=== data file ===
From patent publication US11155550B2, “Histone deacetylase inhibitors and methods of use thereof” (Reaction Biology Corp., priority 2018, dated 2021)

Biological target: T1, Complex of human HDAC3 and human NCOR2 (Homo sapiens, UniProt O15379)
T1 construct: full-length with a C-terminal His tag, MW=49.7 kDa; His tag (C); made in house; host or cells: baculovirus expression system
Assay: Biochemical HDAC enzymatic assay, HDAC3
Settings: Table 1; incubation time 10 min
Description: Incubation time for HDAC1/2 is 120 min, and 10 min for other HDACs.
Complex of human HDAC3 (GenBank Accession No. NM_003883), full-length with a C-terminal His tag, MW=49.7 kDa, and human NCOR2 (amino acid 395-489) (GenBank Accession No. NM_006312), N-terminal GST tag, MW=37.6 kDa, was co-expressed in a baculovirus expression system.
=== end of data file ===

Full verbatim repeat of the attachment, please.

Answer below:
From patent publication US11155550B2, “Histone deacetylase inhibitors and methods of use thereof” (Reaction Biology Corp., priority 2018, dated 2021)

Biological target: T1, Complex of human HDAC3 and human NCOR2 (Homo sapiens, UniProt O15379)
T1 construct: full-length with a C-terminal His tag, MW=49.7 kDa; His tag (C); made in house; host or cells: baculovirus expression system
Assay: Biochemical HDAC enzymatic assay, HDAC3
Settings: Table 1; incubation time 10 min
Description: Incubation time for HDAC1/2 is 120 min, and 10 min for other HDACs.
Complex of human HDAC3 (GenBank Accession No. NM_003883), full-length with a C-terminal His tag, MW=49.7 kDa, and human NCOR2 (amino acid 395-489) (GenBank Accession No. NM_006312), N-terminal GST tag, MW=37.6 kDa, was co-expressed in a baculovirus expression system.